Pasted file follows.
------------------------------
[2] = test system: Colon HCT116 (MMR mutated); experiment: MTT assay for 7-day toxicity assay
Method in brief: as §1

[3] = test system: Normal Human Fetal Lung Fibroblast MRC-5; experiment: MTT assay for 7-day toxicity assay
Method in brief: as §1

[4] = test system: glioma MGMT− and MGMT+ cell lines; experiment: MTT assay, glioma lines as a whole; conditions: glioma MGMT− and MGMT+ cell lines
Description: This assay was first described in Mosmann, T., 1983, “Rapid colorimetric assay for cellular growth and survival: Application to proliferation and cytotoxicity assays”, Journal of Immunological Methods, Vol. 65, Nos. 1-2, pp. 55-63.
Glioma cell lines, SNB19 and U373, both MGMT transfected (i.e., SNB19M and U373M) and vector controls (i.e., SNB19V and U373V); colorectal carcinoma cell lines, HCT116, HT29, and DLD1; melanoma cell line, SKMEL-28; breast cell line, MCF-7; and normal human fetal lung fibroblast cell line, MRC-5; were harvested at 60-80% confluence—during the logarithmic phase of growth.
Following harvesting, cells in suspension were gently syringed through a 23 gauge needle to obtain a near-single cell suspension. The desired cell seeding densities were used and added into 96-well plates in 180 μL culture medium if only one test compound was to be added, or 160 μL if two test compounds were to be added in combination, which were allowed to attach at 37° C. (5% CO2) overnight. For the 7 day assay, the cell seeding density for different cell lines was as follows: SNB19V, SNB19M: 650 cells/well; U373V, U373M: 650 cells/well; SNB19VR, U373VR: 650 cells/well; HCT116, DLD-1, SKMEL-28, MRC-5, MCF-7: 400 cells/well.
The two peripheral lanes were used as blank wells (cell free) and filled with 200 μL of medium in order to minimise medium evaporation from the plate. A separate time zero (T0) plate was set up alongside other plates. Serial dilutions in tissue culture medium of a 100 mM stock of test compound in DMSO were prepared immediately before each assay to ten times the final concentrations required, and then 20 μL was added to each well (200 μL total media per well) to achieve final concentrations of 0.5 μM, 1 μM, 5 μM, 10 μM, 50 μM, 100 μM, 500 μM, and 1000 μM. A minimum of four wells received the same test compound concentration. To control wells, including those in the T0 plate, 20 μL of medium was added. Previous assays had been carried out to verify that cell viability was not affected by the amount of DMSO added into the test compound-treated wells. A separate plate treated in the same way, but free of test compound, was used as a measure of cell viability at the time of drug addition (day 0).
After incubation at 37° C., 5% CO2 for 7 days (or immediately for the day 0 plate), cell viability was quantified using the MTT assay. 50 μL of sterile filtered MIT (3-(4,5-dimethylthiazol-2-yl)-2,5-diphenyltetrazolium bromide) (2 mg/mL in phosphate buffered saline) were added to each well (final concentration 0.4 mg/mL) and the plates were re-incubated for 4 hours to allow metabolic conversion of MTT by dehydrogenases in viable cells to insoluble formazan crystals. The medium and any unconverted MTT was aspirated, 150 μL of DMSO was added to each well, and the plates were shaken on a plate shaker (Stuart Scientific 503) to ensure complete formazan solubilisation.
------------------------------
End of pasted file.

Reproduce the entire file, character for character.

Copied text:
[2] = test system: Colon HCT116 (MMR mutated); experiment: MTT assay for 7-day toxicity assay
Method in brief: as §1

[3] = test system: Normal Human Fetal Lung Fibroblast MRC-5; experiment: MTT assay for 7-day toxicity assay
Method in brief: as §1

[4] = test system: glioma MGMT− and MGMT+ cell lines; experiment: MTT assay, glioma lines as a whole; conditions: glioma MGMT− and MGMT+ cell lines
Description: This assay was first described in Mosmann, T., 1983, “Rapid colorimetric assay for cellular growth and survival: Application to proliferation and cytotoxicity assays”, Journal of Immunological Methods, Vol. 65, Nos. 1-2, pp. 55-63.
Glioma cell lines, SNB19 and U373, both MGMT transfected (i.e., SNB19M and U373M) and vector controls (i.e., SNB19V and U373V); colorectal carcinoma cell lines, HCT116, HT29, and DLD1; melanoma cell line, SKMEL-28; breast cell line, MCF-7; and normal human fetal lung fibroblast cell line, MRC-5; were harvested at 60-80% confluence—during the logarithmic phase of growth.
Following harvesting, cells in suspension were gently syringed through a 23 gauge needle to obtain a near-single cell suspension. The desired cell seeding densities were used and added into 96-well plates in 180 μL culture medium if only one test compound was to be added, or 160 μL if two test compounds were to be added in combination, which were allowed to attach at 37° C. (5% CO2) overnight. For the 7 day assay, the cell seeding density for different cell lines was as follows: SNB19V, SNB19M: 650 cells/well; U373V, U373M: 650 cells/well; SNB19VR, U373VR: 650 cells/well; HCT116, DLD-1, SKMEL-28, MRC-5, MCF-7: 400 cells/well.
The two peripheral lanes were used as blank wells (cell free) and filled with 200 μL of medium in order to minimise medium evaporation from the plate. A separate time zero (T0) plate was set up alongside other plates. Serial dilutions in tissue culture medium of a 100 mM stock of test compound in DMSO were prepared immediately before each assay to ten times the final concentrations required, and then 20 μL was added to each well (200 μL total media per well) to achieve final concentrations of 0.5 μM, 1 μM, 5 μM, 10 μM, 50 μM, 100 μM, 500 μM, and 1000 μM. A minimum of four wells received the same test compound concentration. To control wells, including those in the T0 plate, 20 μL of medium was added. Previous assays had been carried out to verify that cell viability was not affected by the amount of DMSO added into the test compound-treated wells. A separate plate treated in the same way, but free of test compound, was used as a measure of cell viability at the time of drug addition (day 0).
After incubation at 37° C., 5% CO2 for 7 days (or immediately for the day 0 plate), cell viability was quantified using the MTT assay. 50 μL of sterile filtered MIT (3-(4,5-dimethylthiazol-2-yl)-2,5-diphenyltetrazolium bromide) (2 mg/mL in phosphate buffered saline) were added to each well (final concentration 0.4 mg/mL) and the plates were re-incubated for 4 hours to allow metabolic conversion of MTT by dehydrogenases in viable cells to insoluble formazan crystals. The medium and any unconverted MTT was aspirated, 150 μL of DMSO was added to each well, and the plates were shaken on a plate shaker (Stuart Scientific 503) to ensure complete formazan solubilisation.